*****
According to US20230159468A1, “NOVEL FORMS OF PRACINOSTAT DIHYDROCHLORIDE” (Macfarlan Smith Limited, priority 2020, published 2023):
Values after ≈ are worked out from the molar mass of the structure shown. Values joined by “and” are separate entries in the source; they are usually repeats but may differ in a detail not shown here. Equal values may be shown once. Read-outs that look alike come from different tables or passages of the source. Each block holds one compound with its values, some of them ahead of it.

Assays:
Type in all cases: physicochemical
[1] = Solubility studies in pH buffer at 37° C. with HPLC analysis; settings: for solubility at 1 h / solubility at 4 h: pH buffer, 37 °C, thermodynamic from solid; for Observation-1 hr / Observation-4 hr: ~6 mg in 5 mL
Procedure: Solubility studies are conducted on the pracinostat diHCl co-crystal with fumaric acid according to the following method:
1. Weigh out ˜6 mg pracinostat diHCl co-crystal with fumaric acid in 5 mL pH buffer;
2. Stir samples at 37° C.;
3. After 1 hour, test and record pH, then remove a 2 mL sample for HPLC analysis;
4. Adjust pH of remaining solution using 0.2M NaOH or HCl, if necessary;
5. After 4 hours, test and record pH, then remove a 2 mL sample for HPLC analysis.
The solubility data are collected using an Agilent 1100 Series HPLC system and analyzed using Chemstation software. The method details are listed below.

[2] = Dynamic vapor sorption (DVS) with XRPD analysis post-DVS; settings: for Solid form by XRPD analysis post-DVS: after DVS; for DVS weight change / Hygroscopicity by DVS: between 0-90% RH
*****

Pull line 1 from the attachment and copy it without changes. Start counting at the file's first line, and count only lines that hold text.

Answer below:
According to US20230159468A1, “NOVEL FORMS OF PRACINOSTAT DIHYDROCHLORIDE” (Macfarlan Smith Limited, priority 2020, published 2023):